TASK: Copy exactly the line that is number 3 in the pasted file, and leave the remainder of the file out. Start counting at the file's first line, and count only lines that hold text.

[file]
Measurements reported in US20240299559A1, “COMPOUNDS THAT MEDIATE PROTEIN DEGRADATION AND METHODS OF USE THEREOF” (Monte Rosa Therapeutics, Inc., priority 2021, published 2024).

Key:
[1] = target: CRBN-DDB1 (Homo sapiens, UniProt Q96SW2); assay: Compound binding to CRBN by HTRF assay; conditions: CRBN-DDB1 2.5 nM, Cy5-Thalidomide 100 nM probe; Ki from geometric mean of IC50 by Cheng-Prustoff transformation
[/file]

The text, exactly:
[1] = target: CRBN-DDB1 (Homo sapiens, UniProt Q96SW2); assay: Compound binding to CRBN by HTRF assay; conditions: CRBN-DDB1 2.5 nM, Cy5-Thalidomide 100 nM probe; Ki from geometric mean of IC50 by Cheng-Prustoff transformation